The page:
- The Washington Times - Monday, April 3, 2000

A Virginia prison guard's decision to fire nonlethal rubber pellets at a couple of convicts from Connecticut who ignored an order to stop fighting has a state lawmaker and family members from the prisoners' home state upset.

"This is very extraordinary stuff," said Connecticut state Rep. Michael Lawlor, an East Haven Democrat who contends that Virginia prison guards are using unnecessary force. "It would never happen in Connecticut."

The controversy began Monday when a fight broke out between two inmates at about 8 p.m. at Wallens Ridge State Prison in Big Stone Gap, Va. Guards yelled at the two combatants to stop, then an officer fired a blank warning shot a signal for all inmates to fall face-down on the floor from a shotgun.

After another verbal warning failed to stop the scuffle, the inmates were shot in the "lower extremities" with so-called stinger rounds hard, rubber balls about 1/3 of an inch in diameter, according to Virginia corrections spokesman Larry Traylor.

"There were really no serious injuries whatsoever," Mr. Traylor said.

The prisoners were treated at the prison infirmary and released.

"The reason we have this policy in place is for the protection of other inmates and our officers," Mr. Traylor said. "The corrections officers … were completely within procedure. We are dealing with adults, and adults know the rules. These adults did not obey the rules, and they suffered the consequences."

Carol Westberg of West Haven said her son, Daniel, was one of the wounded inmates. She said her son called her Tuesday.

"Those jerks just fired their 12-gauge shotguns at him," she said. "He was on the floor and didn't get medical treatment for an hour and a half. I'm afraid he's going to come home in a body bag."

Connecticut prisoners tell family members they feel they are being "warehoused" in the gigantic Virginia facilities, according to prisoners' rights groups.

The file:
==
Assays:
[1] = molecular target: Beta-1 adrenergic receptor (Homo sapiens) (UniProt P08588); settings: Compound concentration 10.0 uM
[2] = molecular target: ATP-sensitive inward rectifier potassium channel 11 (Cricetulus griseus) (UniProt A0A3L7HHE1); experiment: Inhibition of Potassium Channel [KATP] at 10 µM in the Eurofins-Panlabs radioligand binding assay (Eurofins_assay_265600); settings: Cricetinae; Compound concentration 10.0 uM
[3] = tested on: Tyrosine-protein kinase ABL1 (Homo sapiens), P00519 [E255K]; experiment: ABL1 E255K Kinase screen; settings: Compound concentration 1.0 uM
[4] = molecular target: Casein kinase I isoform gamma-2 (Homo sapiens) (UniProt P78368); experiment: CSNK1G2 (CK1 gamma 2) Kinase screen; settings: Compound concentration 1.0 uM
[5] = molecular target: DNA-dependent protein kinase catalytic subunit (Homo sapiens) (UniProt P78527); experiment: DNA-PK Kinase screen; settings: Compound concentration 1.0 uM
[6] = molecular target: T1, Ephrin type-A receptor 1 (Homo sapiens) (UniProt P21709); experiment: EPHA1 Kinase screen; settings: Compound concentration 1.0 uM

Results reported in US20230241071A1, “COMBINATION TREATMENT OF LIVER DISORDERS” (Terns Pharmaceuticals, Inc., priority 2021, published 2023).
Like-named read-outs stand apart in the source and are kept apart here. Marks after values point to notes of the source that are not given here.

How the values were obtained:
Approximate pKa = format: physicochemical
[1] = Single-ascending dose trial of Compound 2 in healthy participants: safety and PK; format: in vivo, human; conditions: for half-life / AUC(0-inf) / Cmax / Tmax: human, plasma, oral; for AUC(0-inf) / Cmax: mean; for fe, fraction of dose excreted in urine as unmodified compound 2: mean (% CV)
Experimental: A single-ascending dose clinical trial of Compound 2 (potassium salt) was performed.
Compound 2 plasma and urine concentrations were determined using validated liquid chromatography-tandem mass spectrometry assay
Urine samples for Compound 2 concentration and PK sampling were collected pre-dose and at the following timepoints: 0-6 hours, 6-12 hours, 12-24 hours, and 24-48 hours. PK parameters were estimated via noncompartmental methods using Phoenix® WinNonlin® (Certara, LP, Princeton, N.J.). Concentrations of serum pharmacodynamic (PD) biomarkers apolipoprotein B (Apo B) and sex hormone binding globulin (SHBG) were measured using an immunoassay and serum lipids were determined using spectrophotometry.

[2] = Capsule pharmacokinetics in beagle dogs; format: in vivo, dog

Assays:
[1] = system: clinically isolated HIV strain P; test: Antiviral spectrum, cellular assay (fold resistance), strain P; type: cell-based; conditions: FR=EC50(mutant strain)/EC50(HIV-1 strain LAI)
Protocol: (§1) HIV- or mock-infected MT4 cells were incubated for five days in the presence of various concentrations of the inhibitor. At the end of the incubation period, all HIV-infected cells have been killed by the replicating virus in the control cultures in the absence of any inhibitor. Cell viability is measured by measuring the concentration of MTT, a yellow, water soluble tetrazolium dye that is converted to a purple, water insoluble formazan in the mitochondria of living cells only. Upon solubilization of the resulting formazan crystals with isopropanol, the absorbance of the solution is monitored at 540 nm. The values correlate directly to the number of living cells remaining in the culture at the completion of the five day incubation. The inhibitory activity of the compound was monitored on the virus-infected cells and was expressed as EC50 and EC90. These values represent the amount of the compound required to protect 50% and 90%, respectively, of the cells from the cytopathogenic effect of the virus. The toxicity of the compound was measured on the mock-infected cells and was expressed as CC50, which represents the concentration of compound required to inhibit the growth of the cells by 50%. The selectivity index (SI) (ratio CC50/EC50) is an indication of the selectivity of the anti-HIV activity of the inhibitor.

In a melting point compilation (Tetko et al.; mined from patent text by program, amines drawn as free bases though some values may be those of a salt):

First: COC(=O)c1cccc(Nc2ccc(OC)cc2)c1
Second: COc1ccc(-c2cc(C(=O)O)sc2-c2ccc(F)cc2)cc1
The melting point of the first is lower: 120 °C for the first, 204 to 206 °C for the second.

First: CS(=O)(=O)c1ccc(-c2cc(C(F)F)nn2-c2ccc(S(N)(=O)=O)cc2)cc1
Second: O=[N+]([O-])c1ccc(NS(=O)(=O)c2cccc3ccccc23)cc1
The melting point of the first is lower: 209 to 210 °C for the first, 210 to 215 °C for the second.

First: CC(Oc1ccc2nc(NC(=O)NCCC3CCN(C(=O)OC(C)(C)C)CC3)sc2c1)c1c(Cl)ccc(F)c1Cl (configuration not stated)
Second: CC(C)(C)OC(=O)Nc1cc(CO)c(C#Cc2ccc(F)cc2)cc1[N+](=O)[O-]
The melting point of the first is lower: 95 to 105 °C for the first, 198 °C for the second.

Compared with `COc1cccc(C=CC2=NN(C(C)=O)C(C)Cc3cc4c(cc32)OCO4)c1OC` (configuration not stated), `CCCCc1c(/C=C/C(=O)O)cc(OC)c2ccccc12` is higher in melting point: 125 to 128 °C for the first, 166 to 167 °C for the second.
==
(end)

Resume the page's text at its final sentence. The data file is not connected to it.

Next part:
And family members worry that the Connecticut prisoners will only become more hardened criminals after mingling with dangerous felons from other states.

"The Connecticut families have been very adamant about opposing their loved ones being moved there," said Jean Auldridge, director of Alexandria, Va.-based Citizens United for Rehabilitation of Errants, a prisoner advocacy group.

Since October, some 480 Connecticut prisoners have been moved to Wallens Ridge to ease crowded facilities in Connecticut and to save money, state officials say. Prison costs are lower in Virginia than in Connecticut.

Connecticut's contract with Virginia allows 500 inmates to be housed at Wallens Ridge for $11 million a year.

Critics of the contract, though, say the Virginia system is plagued by racial intolerance, and Connecticut lawmakers say they are concerned about an FBI probe into allegations of abuse made by New Mexico inmates who were shipped to the prison.

"What kind of policies do they have to let this happen?" asked Mr. Lawlor, who warned that Connecticut could be held liable for injuries suffered by inmates. "Innocent people get hurt," the legislator said, describing how the rubber pellets can get lodged under the skin.

Mr. Lawlor said prison overcrowding could be eased if the state put some inmates in treatment facilities instead of prisons.

Connecticut DOC guards do not carry guns or other weapons, said Christina Polce, a spokesman for the Connecticut Department of Correction. "We rely heavily on canines," she said.

If a fight breaks out, supervisory guards are allowed to use a chemical spray such as Mace to break it up, she said.

One of Mr. Lawlor's colleagues in Connecticut, Rep. Robert Farr, said firing nonlethal pellets is an effective way to keep order.

"This is a very humane way to control your population," the West Hartford Republican told the Associated Press. "It protects … corrections officers from having to risk injury by physically breaking up a fight."

Virginia prison guards use stinger shotgun shells, which are filled with buckshot-size rubber pellets that sting on impact. Each shell costs $5.25 and has 18 .32-caliber rubber pellets inside. The stinger rounds have never killed anyone and are used only in Virginia, Nevada and California.

Virginia officials have the stinger shells at five prisons for their most violent inmates. Rubber bullets were first used in 1996, when a Powhatan Correctional Center guard fired them at three inmates who were beating another.

Virginia prison guards use a variety of nonlethal weapons, including shields and stun devices.

• This article is based in part on wire service reports.

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